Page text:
Bob Sproull's new book, co-written with Bruce Nelson, is called
Epiphanized: Integrating Theory of Constraints, Lean and Six Sigma
and it's out now on amazon.
You can follow Bob's blog here: http://focusandleverage.blogspot.com/
1. Bob, you're a well known figure in the TOC community. Can you tell us a bit about yourself? Where are you based? What's your work day like? And so forth...
I've been around since Moby Dick was a minnow and I actually live just north of Atlanta, GA. I'm a certified Lean Six Sigma Master Black Belt and a TOC Jonah. I've been in continuous improvement for what seems like an eternity. I was part of the Deming revolution, TQM, and so forth. I have an extensive background in Manufacturing with well known companies like Xerox, Michelin Tire where I served in a CI capacity. I've been the General Manager of a manufacturing company that was scheduled to be closed, but we were able to turn it around in several months and it became the model for the parent company. I was the VP of Quality and Continuous Improvement for 2 companies and a TPS Senior Consultant for about 9 years. In 2008 I took a position with a Maintenance, Repair and Overhaul (MRO) company supporting the US Army's fleet of helicopters where we implemented TLS and CCPM. With our CCPM initiatives we were able to reduce scheduled maintenance cycle times by about 40%. I am currently a Senior Business Consultant for NOVACES, LLC which is a TOC, Lean, Six Sigma consulting company. I'm very happy to be a part of this company and believe it is the premier provider of CPI. I've been married to my wonderful wife Beverly for 44 years with 3 children and 5 grandchildren. I enjoy writing articles, books and I have a very active blog named Focus and Leverage.
2. Can you tell us about your TOC journey?
My TOC journey began in the mid-1990's when I was hired as a GM to either close a plant or turn it around. I had no prior operation's management experience, byt the man who hired me (my mentor) gave me a copy of The Goal and told me everything I needed to know was in this book.....and he was right. Since then I've had a variety of TOC experiences and along the way became a Jonah. In 2009 I was fortunate enough to have a book published, (The Ultimate Improvement Cycle - Maximizing Profits Through the Integration of Lean, Six Sigma and the Theory of Constraints.
3. Why the new book? Do we need another TOC book?
Excellent questions. The reason I felt compelled to write this new book is because I think we (my co-author Bruce Nelson and I) have a different kind of message to bring forward. This book is loosely based on both of our travels in the TOC world, both the positive and negative parts of our journeys. In this book we combine some known and not so well known tools into a business novel format which I personally believe the readers relate to much easier than straight technical books. We tried to create a storyline that readers will relate to and to demonstrate just how quickly positive results can happen when TOC is used correctly....especially when it is integrated with Lean and Six Sigma. In my opinion, the path to profitability is not through removing waste and variation in every step of the process and I wanted to get this message out. So in answer to your second question, do we need another TOC book, I respond with a definitive yes! I want people with positive experiences to write about them and share them with the world and a book is a great way to do this.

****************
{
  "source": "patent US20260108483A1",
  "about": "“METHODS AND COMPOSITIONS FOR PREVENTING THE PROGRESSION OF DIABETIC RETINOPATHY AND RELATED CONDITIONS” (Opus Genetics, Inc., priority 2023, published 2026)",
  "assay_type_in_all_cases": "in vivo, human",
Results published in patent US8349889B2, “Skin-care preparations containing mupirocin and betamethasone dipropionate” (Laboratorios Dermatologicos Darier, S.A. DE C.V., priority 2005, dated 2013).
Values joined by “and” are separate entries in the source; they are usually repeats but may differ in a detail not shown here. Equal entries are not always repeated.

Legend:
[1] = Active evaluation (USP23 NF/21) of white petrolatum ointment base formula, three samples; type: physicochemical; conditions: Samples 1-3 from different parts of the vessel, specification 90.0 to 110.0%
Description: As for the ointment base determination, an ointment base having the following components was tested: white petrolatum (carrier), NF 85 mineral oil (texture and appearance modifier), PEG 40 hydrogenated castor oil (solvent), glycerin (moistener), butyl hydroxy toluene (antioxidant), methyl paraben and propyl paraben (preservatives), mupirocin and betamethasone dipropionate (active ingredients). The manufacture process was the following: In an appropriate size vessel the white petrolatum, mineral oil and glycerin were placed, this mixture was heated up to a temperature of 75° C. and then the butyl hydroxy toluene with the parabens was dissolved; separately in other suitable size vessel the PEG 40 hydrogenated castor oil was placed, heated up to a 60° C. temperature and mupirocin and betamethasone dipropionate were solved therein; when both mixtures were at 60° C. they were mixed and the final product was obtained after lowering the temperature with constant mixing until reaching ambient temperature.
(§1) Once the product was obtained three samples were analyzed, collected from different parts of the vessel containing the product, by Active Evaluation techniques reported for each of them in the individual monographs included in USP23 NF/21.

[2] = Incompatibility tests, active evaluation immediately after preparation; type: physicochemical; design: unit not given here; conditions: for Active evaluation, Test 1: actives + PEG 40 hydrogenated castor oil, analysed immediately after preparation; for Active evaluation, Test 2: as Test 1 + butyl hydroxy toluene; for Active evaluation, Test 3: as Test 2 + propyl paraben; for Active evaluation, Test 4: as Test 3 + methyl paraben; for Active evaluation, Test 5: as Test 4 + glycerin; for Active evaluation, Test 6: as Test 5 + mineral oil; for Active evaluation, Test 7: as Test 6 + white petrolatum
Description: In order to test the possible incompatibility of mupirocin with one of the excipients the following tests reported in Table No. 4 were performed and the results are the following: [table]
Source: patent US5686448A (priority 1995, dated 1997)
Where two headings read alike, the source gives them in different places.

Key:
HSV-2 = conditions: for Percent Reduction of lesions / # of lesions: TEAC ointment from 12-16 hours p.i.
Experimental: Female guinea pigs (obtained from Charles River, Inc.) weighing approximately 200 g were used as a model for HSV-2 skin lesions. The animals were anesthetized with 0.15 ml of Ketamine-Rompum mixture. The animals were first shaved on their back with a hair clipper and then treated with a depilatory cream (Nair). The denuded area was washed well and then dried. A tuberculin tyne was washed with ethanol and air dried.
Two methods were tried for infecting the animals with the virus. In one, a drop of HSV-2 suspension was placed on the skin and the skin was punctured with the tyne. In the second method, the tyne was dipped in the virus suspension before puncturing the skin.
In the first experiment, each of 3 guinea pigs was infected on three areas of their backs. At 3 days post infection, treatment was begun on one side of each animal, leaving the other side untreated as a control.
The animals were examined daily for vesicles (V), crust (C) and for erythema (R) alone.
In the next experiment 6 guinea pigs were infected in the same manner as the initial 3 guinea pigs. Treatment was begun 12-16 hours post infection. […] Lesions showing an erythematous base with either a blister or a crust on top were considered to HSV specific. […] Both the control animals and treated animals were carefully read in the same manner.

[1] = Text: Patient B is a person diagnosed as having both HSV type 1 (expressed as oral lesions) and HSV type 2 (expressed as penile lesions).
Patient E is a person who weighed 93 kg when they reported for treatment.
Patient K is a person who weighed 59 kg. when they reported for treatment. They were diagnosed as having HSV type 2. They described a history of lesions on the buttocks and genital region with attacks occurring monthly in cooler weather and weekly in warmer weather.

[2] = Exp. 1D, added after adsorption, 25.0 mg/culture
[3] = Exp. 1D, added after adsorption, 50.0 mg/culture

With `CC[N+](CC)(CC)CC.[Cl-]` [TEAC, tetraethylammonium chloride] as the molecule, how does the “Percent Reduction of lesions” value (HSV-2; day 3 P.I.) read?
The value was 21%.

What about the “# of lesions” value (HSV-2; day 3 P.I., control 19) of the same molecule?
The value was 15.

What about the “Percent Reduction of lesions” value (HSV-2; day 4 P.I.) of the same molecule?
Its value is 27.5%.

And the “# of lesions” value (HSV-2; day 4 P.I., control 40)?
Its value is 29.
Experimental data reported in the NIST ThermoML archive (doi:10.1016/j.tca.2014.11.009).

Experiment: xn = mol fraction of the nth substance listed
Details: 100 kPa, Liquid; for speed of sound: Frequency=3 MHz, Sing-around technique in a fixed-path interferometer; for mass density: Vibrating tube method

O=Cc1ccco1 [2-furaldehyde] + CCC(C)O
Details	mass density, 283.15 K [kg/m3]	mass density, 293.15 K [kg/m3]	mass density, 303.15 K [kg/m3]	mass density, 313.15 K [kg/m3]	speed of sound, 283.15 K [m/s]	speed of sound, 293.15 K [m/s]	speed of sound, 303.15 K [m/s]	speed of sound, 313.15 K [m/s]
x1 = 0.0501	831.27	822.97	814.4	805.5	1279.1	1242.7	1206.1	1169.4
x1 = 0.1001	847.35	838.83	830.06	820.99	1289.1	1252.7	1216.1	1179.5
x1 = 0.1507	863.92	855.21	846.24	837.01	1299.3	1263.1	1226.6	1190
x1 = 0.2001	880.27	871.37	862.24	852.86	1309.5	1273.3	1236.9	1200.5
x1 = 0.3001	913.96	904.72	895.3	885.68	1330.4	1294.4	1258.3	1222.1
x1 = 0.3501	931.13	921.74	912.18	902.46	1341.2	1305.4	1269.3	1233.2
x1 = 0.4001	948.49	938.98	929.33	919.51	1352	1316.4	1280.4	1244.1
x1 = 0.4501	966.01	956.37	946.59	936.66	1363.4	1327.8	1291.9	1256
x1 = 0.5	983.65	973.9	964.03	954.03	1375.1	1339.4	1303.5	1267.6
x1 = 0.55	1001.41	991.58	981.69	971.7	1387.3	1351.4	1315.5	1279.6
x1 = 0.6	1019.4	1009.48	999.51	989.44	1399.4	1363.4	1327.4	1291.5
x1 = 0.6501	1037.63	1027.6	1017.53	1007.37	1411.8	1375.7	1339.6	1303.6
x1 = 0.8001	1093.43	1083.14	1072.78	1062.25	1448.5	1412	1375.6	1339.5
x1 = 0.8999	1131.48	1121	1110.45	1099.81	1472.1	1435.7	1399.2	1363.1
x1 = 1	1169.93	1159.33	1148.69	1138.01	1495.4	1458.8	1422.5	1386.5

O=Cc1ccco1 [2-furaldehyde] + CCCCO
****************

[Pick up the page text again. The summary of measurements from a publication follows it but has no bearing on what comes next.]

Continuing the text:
4. How did you got about creating the new book? Was it easier or harder than your earlier book? This is actually my third book. Back in 2001 my first book was published (Process Problem Solving - A Guide to Maintenance and Operation's Teams) but I had no idea what I was doing. How did I go about writing this book? One day I woke up and started writing and kept on writing. I hadn't ever written a business novel before, but I can tell you it was 100 times easier than I thought it would be. The cool thing about a business novel is that it can take you in so many different directions. I mean you are constantly coming to different crossroads and you just make a decision on which way to go. This book actually only took Bruce and I about 4 months to write....it's the publishing that takes so long.
5. If you had a really tall building with really slow lifts ... what's your book's elevator speech?
The short elevator speech is that TOC is all about focus and leverage. Use TOC to find your leverage point (i.e. your constraint) and focus your improvement efforts on it rather than trying to "solve world hunger" by fixing everything.
6. A question of your choosing ...
What makes this book different from the others? This book is unique for your typical business novel. In addition to the business novel, Bruce and I have created a very active appendix. We take storyline tools and techniques and expand on them in the appendix. We did that because we both remembered that when we were beginning our journeys, often times we wouldn't understand something and had to leave the book we were reading and go find a reference and it broke our reading pattern. By having an appendix that expands upon these subjects in the same book, we feel the flow of reading will be disrupted less often.